Please note: The information below is based on what we know today, and that rules and regulations are literally changing daily. Employers need to be nimble and flexible – check your local rules on a daily basis.
As more and more people receive the COVID-19 vaccine, employees are starting to ask questions about mask requirements. Mask requirements currently vary widely (and are changing frequently) depending on the state in which the employee works:
All Californians are still required to wear masks whenever they are in public except when they are:
- alone in their car or only with those within their households;
- working alone in a private office or room;
- outdoors and staying six feet away from others not in their households;
- eating or drinking, as long as they are distanced from others;
- undergoing a service that involves nose or face, such as a dental procedure;
- working and are required to wear respiratory protection; or
- specifically exempted from wearing face coverings by other guidance.
Children younger than two years old are exempt, along with people with a disability, medical condition or mental health condition that prevents them from wearing a face covering, people who are hearing impaired or are communicating with someone who is hearing impaired, and people for whom wearing a face covering would create a risk related to their work, as determined by local, state, or federal regulators or workplace safety guidelines. There are currently no exemptions for individuals who are fully vaccinated.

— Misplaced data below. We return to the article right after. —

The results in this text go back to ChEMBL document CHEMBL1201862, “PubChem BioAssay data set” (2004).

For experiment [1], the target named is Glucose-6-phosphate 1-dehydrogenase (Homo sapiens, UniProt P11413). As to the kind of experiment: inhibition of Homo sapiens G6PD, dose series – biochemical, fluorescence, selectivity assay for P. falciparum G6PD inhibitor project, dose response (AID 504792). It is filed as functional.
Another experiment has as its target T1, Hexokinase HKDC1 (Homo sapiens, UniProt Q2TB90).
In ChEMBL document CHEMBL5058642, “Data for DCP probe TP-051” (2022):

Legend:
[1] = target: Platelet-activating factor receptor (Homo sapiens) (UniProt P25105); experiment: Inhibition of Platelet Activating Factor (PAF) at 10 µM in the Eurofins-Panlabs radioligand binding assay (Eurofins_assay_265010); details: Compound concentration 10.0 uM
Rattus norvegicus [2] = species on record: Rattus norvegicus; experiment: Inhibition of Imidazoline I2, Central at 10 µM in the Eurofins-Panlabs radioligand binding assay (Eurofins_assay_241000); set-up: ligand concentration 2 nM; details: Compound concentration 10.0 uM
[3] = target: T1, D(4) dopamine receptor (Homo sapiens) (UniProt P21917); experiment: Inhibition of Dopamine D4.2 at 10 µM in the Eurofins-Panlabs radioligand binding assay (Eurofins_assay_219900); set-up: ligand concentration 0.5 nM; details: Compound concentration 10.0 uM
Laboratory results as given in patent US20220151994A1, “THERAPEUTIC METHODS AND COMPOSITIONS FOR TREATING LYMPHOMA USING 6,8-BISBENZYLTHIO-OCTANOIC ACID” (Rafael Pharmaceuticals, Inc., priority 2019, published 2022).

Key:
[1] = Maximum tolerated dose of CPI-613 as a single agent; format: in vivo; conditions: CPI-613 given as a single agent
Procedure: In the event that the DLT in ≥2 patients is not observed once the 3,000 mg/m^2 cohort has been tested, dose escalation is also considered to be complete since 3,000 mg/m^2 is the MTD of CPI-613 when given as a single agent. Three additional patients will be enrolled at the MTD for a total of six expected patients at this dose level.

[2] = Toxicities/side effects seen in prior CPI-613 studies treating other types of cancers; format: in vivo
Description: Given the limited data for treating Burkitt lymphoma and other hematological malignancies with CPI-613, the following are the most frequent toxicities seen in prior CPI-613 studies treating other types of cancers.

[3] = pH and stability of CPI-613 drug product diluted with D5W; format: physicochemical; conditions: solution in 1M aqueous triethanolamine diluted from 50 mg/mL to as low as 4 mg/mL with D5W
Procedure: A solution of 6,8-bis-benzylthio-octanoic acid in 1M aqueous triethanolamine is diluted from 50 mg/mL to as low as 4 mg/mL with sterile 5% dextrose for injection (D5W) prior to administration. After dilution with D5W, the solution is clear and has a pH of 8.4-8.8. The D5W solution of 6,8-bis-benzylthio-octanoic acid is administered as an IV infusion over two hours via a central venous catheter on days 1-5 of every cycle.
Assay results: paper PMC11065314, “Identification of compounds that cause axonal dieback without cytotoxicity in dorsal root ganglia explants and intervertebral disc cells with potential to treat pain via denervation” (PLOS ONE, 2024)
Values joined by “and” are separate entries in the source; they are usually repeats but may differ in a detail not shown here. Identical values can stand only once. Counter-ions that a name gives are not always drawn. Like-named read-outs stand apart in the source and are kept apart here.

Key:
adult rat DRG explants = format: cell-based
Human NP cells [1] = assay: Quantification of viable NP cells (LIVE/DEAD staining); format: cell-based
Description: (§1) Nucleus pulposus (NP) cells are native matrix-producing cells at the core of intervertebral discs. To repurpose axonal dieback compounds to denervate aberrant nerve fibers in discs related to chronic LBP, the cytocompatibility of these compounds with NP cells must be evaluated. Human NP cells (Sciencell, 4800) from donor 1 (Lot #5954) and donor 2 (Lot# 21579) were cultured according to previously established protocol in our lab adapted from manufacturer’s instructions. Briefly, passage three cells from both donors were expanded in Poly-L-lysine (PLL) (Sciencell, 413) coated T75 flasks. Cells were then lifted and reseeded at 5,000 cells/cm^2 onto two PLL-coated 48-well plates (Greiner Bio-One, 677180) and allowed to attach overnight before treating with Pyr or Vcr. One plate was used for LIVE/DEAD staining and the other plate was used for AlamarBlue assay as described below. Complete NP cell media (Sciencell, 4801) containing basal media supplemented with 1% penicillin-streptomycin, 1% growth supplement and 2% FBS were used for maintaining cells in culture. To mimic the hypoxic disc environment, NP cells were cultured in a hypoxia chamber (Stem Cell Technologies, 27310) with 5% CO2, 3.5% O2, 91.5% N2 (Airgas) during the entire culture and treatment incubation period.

California’s current guidelines regarding masks and face coverings are available here: https://www.cdph.ca.gov/Programs/CID/DCDC/Pages/COVID-19/guidance-for-face-coverings.aspx.
Idaho never had a statewide mask mandate. Rather, mask requirements were defined by local health districts and municipalities. Boise currently still requires mask usage in “public places,” which means any place open to all members of the public without specific invitation, including retail businesses; government offices; medical, educational, arts, and recreational institutions; public transportation, including ridesharing vehicles; and outdoor public areas. Several other Idaho cities have similar requirements.
The Idaho legislature has made several efforts to initiate legislation banning mask mandates. None have yet become law although that remains a possibility in the remaining days of this year’s session as there have been efforts on several fronts to place restrictions on the pandemic response. Nothing in the proposed legislation would specifically bar an employer from requiring employees to wear a mask. Continue Reading